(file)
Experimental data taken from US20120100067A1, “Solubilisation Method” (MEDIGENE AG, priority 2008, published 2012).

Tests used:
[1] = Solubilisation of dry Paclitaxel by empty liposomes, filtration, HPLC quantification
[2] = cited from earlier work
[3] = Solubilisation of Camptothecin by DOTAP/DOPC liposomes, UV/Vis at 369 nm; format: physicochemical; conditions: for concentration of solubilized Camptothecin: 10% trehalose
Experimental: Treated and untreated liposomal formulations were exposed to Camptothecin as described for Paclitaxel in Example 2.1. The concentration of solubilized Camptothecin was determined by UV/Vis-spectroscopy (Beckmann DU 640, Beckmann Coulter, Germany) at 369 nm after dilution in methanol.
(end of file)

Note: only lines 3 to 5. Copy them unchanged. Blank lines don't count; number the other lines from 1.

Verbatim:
[1] = Solubilisation of dry Paclitaxel by empty liposomes, filtration, HPLC quantification
[2] = cited from earlier work
[3] = Solubilisation of Camptothecin by DOTAP/DOPC liposomes, UV/Vis at 369 nm; format: physicochemical; conditions: for concentration of solubilized Camptothecin: 10% trehalose